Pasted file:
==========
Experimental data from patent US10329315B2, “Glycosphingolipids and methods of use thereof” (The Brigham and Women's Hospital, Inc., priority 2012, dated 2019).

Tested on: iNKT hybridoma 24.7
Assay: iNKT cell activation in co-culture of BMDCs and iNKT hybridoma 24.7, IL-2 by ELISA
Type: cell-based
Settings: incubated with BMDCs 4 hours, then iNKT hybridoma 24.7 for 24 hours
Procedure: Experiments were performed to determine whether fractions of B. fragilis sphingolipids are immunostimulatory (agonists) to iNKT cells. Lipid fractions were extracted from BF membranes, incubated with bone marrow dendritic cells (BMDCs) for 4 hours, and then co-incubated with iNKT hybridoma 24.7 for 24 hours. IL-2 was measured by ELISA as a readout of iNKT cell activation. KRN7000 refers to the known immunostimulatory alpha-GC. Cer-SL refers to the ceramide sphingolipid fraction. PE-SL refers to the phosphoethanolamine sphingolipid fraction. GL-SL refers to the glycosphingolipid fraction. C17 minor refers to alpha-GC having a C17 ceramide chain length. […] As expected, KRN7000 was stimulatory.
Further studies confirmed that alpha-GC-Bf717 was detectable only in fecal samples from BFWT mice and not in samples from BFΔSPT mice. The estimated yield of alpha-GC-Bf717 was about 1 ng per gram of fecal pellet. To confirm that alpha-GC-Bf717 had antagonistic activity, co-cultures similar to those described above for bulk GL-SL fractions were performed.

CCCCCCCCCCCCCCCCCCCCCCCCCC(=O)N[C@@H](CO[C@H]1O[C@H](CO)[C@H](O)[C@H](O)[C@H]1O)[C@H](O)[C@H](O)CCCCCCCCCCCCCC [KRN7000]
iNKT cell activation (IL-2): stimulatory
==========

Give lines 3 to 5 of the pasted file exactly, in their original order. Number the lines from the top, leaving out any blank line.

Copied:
Assay: iNKT cell activation in co-culture of BMDCs and iNKT hybridoma 24.7, IL-2 by ELISA
Type: cell-based
Settings: incubated with BMDCs 4 hours, then iNKT hybridoma 24.7 for 24 hours